∆ / t
Zilkha Gallery, Wesleyan University
Architecture can be interpreted as the product of a collabortion between the designer and the user. The way a space is used is a response to how it is designed, similarly, the character and function of a space is an effect of how it is used. This reciprocal, mutual relationship is not a perfect fit of two components, instead it is a clash between chaos and order, and it is this clash that makes the relationship dynamic and able to evolve. Architecture is as much of a temporal practice as it is a spatial practice. A designed building is defined by its spatial qualities, materials, and how, why and when it is used. All of these qualities have a temporal element: materials age and have changing properties over time and the course of human activity and events change over time. The built environment exists both spatially and temporally and is shaped by the relationship between the designer and the user.
∆/t was first installed in Zilkha Gallery in Wesleyan University in Spring 2011. The sculptural installation consists of a series of hanging units that each support a piece of graphite that draws on paper on the ground. As people walk through, the units swing and bump into each other, resulting in a drawing on the floor. The installation produced a final 9’ x 30’ drawing of the accumulation of graphite marks and footsteps over the course of a week.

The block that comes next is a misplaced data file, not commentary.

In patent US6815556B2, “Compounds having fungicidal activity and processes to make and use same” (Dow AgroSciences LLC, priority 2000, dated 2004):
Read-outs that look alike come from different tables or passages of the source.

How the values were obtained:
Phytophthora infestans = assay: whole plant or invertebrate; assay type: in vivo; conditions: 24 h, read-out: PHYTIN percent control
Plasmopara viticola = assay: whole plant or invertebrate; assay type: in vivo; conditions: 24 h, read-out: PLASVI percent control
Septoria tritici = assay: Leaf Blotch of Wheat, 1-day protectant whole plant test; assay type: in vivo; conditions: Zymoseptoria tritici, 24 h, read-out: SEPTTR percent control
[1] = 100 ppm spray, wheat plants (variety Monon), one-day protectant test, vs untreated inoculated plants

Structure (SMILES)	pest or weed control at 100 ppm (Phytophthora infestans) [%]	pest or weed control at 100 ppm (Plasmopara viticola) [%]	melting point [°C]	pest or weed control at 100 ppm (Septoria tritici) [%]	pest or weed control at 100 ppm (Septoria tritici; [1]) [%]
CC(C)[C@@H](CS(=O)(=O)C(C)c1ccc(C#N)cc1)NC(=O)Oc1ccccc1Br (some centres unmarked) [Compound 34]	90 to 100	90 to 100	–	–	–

The act of walking through the installation is simultaneously a product and a process. Walking through the installation activates the movement of the sculpture and markings on the ground, illustrating the immediate effect an individual has on a space. The incremental accumulation of the markings then works towards a final drawing, which becomes a direct product of the way the sculpture is designed, the amount and frequency of people walking through and the amount of time it’s used.
The installation is an inversion of the typical process of design. Instead of a floor plan yielding a three dimensional space, a three dimensional sculpture results in a floor plan when it is used by people. Moreover, the resulting floor plan drawing is an abstracted, chaotic jumble of graphite and footsteps instead of an orderly and pure representational diagram. In its chaos, the resultant floor plan is more accurate than the pure ideal of a drafted floor plan. The final drawing illustrates architecture as an emergent process, generated by the conflicts of order and chaos, space and time and the designer and user.